Why learn about the Temple and the sacrifices?
First: They were the primary basis of Jewish worship. Knowledge of the Temple and sacrifices helps us better understand where we pray today, and why.
Second: Jewish sources declare that studying the details of the Temple and sacrifices is as if one were building the Temple and offering the sacrifices!!
Third: We face Jerusalem in prayer because of the Temple. Pesach, Sh’vu’ot and Sukkot were trips made to the Temple. Part of the Yom Kippur Liturgy is specifically about the High Priest’s offering in the Temple. Hanukah pertains to the rededication of the Temple. Purim? The “vessels” at Ahashverosh’s feast were believed to have been plundered from the First Temple.
Thus, reading about the Temple and sacrifices is essential to a full appreciation of Judaism.
Fortunately, there are now several books that aid us in this.
“The Holy Temple of Jerusalem”  is a book of 96 pages, more than half of which are text. Although the large, colorful, illustrations might be useful for young children, the text is meant for older students and adults. The book describes the Temple’s materials and personnel, and the daily and holiday procedures there. The subject is detailed, but the writing is factual and enjoyable. It would be an excellent resource for a synagogue course on the high school, college, or adult education level.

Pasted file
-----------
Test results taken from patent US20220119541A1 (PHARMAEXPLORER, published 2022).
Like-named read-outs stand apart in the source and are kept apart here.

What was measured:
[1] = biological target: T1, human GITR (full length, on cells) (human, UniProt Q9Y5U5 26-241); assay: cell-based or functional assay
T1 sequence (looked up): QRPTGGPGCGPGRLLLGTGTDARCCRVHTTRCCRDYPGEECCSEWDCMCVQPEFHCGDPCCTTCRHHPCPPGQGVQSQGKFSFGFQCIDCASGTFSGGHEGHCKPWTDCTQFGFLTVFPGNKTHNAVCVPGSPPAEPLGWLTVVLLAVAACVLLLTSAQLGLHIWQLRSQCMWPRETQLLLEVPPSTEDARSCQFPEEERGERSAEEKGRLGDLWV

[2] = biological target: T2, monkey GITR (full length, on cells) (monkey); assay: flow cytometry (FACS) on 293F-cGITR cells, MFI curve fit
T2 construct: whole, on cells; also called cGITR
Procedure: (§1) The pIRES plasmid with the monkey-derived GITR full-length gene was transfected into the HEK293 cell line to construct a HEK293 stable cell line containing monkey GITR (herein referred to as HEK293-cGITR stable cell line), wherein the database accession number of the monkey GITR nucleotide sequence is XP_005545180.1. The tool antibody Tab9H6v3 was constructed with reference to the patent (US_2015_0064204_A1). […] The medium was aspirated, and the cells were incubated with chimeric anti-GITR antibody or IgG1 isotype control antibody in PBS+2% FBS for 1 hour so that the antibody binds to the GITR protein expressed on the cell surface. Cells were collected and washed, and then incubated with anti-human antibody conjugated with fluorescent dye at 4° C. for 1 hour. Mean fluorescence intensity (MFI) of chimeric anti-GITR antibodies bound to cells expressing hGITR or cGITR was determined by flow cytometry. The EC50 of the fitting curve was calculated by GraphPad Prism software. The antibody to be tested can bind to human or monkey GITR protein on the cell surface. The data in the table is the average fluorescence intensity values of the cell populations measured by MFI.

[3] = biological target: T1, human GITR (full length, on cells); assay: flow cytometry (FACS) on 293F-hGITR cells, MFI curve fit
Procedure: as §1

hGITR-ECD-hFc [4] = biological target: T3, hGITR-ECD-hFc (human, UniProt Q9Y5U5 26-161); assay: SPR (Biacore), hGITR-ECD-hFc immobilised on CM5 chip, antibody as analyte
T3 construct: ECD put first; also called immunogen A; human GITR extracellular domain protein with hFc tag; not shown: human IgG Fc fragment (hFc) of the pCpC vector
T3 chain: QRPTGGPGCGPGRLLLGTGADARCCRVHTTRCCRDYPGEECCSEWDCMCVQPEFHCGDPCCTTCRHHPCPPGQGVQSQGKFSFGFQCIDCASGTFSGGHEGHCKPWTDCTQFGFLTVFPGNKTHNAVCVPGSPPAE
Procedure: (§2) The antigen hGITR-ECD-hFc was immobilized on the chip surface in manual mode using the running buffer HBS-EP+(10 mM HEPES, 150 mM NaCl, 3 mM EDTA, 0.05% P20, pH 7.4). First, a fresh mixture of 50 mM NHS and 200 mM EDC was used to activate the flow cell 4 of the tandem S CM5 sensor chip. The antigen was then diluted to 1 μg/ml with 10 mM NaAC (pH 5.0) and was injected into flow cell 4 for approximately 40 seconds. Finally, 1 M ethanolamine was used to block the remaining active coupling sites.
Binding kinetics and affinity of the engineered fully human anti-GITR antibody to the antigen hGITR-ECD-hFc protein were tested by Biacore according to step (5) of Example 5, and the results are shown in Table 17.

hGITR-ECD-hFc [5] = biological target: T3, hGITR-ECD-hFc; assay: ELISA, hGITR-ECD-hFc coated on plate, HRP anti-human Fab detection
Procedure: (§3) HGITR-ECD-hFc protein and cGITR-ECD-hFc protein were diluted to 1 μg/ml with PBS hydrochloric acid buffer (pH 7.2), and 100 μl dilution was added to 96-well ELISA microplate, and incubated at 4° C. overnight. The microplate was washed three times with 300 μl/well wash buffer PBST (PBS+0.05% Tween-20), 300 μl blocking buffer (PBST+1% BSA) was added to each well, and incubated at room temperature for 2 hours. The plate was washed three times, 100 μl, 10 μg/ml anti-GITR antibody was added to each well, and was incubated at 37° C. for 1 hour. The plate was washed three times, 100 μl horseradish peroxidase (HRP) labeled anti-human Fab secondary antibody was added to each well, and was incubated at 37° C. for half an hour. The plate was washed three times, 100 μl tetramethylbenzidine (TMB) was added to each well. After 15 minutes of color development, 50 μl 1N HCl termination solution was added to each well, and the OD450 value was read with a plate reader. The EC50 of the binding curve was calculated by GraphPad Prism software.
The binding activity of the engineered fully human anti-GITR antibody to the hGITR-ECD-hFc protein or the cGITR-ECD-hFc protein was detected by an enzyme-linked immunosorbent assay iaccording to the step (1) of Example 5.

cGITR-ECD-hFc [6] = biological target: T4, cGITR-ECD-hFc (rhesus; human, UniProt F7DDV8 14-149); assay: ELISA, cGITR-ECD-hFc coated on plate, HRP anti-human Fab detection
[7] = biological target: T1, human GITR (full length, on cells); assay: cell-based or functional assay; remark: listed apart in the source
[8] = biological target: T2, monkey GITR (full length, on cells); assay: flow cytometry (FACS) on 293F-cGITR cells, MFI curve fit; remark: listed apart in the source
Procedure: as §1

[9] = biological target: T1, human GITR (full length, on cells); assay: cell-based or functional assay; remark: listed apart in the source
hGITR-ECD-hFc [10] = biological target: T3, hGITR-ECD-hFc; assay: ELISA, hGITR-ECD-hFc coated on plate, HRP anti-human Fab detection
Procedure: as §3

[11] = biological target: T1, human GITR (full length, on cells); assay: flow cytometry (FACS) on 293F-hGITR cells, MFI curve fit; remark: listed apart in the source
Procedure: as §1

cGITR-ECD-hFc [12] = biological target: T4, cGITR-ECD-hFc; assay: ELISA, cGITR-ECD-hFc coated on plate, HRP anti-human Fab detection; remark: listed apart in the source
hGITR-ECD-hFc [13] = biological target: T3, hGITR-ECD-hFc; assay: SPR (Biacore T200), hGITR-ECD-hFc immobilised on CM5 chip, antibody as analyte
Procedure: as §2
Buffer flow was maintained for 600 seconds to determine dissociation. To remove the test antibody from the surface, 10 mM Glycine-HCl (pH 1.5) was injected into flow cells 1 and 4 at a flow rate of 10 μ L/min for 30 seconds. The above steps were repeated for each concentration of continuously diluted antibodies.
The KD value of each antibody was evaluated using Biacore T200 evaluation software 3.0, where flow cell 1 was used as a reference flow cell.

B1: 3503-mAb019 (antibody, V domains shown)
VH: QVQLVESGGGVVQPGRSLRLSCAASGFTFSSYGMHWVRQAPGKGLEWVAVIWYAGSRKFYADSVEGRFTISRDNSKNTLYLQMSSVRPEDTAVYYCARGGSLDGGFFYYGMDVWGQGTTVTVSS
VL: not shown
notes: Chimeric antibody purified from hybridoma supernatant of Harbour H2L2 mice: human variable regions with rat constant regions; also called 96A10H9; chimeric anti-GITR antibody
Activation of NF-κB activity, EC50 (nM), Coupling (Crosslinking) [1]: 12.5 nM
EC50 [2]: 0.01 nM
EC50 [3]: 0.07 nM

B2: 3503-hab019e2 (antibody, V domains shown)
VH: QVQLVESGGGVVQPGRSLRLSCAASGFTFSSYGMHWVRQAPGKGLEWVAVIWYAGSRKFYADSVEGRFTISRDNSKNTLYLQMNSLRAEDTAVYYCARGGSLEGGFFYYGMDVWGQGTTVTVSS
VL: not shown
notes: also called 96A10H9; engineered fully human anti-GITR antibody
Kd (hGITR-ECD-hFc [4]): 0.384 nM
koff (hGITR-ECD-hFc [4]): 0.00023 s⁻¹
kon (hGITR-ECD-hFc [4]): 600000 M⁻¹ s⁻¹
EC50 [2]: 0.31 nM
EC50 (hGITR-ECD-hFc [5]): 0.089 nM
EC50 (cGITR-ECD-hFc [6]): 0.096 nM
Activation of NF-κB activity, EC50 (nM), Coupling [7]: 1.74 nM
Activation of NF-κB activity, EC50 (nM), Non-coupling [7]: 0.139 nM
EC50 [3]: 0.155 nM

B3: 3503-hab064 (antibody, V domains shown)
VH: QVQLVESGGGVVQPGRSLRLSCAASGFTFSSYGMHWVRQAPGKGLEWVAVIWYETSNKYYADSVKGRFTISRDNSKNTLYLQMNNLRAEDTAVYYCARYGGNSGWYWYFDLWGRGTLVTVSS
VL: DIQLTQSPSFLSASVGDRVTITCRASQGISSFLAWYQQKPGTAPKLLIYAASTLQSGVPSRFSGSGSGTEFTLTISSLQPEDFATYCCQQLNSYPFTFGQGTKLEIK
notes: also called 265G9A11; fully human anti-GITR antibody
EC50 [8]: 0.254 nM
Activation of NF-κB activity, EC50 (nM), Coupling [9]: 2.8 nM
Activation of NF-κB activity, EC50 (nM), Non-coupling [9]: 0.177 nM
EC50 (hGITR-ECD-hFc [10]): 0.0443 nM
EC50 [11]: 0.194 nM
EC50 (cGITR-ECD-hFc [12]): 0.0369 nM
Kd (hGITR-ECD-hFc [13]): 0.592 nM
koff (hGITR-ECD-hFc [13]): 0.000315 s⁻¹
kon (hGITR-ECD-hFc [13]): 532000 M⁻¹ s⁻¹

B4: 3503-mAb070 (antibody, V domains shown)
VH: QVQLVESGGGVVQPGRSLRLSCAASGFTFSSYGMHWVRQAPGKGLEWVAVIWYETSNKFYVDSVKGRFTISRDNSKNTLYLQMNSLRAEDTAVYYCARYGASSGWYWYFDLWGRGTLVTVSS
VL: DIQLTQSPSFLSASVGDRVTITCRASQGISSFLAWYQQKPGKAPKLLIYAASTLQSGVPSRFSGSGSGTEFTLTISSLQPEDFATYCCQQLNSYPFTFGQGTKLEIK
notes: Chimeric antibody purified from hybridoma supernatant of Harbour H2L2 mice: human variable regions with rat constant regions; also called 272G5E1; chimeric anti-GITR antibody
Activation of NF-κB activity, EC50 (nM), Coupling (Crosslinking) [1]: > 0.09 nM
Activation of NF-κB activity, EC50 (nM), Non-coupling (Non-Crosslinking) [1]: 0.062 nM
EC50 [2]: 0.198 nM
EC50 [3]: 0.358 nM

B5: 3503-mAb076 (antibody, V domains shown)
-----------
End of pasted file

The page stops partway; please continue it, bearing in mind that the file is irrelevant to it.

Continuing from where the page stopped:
“The Light of the Temple”  is 128 pages, with emphasis on the illustrations. Where “The Holy Temple of Jerusalem” focuses on the sacrifices, this book focuses on the Temple itself. But where it overlaps the subject matter of “The Holy Temple,” “The Light of the Temple” shows, rather than “tells” us, by reproducing paintings and engravings from historical and modern masters, craftwork, illustrations, and photographs of a model, made by The Temple Institute, of the Temple and utensils. This is a beautiful, interesting, informative book.
Rabbi Dov Levanoni’s “The Temple: A Description of the Second Temple According to the Rambam”  is an “advanced course” of about 184 pages, based on Mishnah Middot of the Talmud, which describes the Second Temple, and on the Rambam’s (Maimonides’) commentary.
Rabbi Levanoni developed his own model of the Second Temple. He desires to lift the spiritual state of the world through making it easier to “learn the laws pertaining to the Temple by means of…pictures, plans, reliefs and models…” According to Midrash Tanchuma, we’re thereby credited as if we actually built it. This, he believes, will hasten the redemption of the world.
The first section, in both Hebrew and English, is about 64 pages, roughly half of which are photographs (of the model he developed) or illustrations. The remainder, Rabbi Levanoni’s own text, describes the dimensions and placement of the various sections, compartments, utensils, etc. of the Temple thoroughly and carefully.
Mishnah Middot, in Hebrew and English, including both the Rambam’s own illustrations and numerical references to the photographs, also helps make this book even more of a coming-together of the best in traditional scholarship and modern publishing. A Hebrew-only section of Maimonides’ “Laws of the Beit Ha-Mikdash,” with a commentary (plus the above Mishnah), comprise the remainder of the book.
You’ll go back to it again and again, each time learning more.